2013

The Notre Dame Global Adaptation Index Annual Meeting features more than 40 top climate adaptation thought leaders from the public and private sector, academia, science and NGOs. See the ND-GAIN Annual Meeting speakers by clicking HERE.

The panel sessions Dec. 11-12 at the Wilson Center in Washington, D.C., included topics ranging from big data and climate adaptation technologies to Managing National Security Risks in a Changing Climate.

WASHINGTON, D.C. — It will take the world’s poorest countries more than one century just to reach the level of climate change readiness that the richest countries already enjoy, according to data released today (Dec. 12) by the 2013 University of Notre Dame Global Adaptation Index (ND-GAIN).

ND-GAIN Founding CEO Dr. Juan José Daboub participated in the World Economic Forum’s Summit on the Global Agenda as Vice Chair of the Council on Climate Change. The World Economic Forum Advisory Councils works on over 80 topics ranging from climate adaptation to economic freedom and topics for this year featured inclusiveness and youth job creation. Nearly 1,000 global leaders met in Abu Dhabi, UAE to address problems faced by people all over the world. Dr. Daboub stated: 

Thanks to the World Bank’s Steve Hammer, the lead urban specialist – cities and climate change within the Urban Development and Resilience Unit, ND-GAIN participated in a lively discussion with dozens of the Bank staff about measuring a country’s readiness to face climate change. - See video here.

I mourn with my Philippine kaibigans about the incalculable death and destruction wrought by Typhon Haiyan on that beautiful country and its people.  I lived and worked in the Philippines in the mid-1990s while at the U.S. Agency for International Development. I consider the country my second home.  I feel a deep sadness that so many lives were lost. Yet, I do not feel hopeless.  I know that  ways exist to increase the Philippine’s resiliency, and the solutions lie within the country, the corporate sphere and the development community.

See the latest video in the University of Notre Dame’s What Would You Fight For? series. It highlights the experience of Luis Llanos, a senior engineering student and member of Notre Dame Students Empowering through Engineering Development (NDSEED), a service learning course in the Department of Civil and Environmental Engineering and Earth Sciences.

ND-GAIN Founding CEO Dr. Juan José Daboub participated in the Doha Carbon and Energy Forum November 11 - 13 in Doha, Qatar. ND-GAIN was invited to discuss adaptation and metrics that increase resilience to mounting global challenges and, during his remarks, Dr. Daboub discussed the urgent need to save lives and improve livelihoods.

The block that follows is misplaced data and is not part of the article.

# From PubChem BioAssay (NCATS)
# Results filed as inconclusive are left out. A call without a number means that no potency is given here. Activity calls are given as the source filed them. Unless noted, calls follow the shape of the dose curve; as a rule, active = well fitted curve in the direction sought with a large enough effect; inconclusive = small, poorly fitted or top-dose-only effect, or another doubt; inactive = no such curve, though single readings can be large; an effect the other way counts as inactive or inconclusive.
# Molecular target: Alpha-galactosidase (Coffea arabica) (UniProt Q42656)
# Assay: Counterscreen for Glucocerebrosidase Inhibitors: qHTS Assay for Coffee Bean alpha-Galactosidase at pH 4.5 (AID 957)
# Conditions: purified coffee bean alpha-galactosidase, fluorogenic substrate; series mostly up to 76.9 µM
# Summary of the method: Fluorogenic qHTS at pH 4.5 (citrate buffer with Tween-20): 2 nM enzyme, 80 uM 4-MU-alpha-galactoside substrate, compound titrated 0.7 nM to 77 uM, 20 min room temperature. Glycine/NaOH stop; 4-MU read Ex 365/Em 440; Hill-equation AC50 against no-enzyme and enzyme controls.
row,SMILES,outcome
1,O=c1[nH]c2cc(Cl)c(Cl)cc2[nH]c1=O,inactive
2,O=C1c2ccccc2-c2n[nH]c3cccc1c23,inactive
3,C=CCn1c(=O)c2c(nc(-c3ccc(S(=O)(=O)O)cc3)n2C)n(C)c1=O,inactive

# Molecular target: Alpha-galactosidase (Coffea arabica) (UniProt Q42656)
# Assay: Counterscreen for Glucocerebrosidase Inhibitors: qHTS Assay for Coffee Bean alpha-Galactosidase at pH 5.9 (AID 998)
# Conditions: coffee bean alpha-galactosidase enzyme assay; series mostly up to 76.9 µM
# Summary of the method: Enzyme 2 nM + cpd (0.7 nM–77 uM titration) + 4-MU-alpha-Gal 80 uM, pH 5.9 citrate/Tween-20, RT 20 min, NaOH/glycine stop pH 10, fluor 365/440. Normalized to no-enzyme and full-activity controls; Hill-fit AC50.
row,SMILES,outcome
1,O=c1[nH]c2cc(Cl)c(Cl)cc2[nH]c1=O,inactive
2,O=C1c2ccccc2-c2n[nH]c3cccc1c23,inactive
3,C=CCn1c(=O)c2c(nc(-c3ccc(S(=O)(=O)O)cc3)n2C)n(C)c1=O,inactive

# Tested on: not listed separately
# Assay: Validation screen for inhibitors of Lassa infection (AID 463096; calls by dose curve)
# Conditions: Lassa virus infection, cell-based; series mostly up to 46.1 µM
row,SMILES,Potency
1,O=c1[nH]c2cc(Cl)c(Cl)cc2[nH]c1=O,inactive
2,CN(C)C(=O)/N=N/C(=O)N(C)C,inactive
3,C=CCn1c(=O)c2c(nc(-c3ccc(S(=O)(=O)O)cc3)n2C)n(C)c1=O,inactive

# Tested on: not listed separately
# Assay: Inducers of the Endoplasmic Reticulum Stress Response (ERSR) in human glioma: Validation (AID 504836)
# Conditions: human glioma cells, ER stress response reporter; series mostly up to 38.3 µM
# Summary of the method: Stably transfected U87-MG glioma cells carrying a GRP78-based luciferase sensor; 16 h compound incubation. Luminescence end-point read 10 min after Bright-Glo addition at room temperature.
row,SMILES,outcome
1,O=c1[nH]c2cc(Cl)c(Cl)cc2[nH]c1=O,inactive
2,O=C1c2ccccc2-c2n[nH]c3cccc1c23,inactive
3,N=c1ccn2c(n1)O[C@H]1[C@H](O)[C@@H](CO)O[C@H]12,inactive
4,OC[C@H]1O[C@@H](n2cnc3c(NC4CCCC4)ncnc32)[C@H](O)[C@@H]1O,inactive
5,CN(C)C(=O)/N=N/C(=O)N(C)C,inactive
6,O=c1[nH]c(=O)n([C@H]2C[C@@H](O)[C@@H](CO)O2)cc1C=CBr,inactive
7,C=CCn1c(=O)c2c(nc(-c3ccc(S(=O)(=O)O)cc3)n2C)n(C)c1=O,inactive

The Notre Dame Global Adaptation Index (ND-GAIN) opened the call for applications to its Notre Dame Global Adaptation Index Corporate Adaptation Award.

The award recognizes a multi-national corporation that has made measurable contributions to awareness, science or action in creating resilience or adaptation to climate change.

ND-GAIN Founding CEO, Dr. Juan José Daboub, was recently featured on Green is Good Radio, America’s No. 1 green radio show that features people and organizations that are making a green difference.  

“Adapting to a changing world, creating resilience for communities, is very important and is already needed,” Dr. Daboub explains. “In developing countries, adaptation makes more sense now because it will help lift people out of poverty, reduce health risks and increase access to energy in the poorest countries.” 

ND-GAIN’s Nitesh Chawla is a recipient of IBM’s 2013 Big Data and Analytics Faculty Award. The award, which is one of nine new academic collaborations, is designed to prepare students for the 4.4 million jobs that will be created worldwide to support Big Data by 2015. According to Richard Rodts, Manager of Global Academic Programs, IBM:

The ND-GAIN Index was recently featured in the Woodrow Wilson Center’s New Security Beat blog. The article notes that: 

The index’s intuitive user interaction is a great strength, enabling the selection of specific indicators of vulnerability and readiness in order to customize country rankings, and presenting an immense collection of data in a simple, easy-to-understand, and compelling style.

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Joyce E. Coffee, who has extensive experience working on climate change and sustainability — particularly in the government and corporate sectors — has been named managing director of the University of Notre Dame’s Global Adaptation Index (ND-GAIN).

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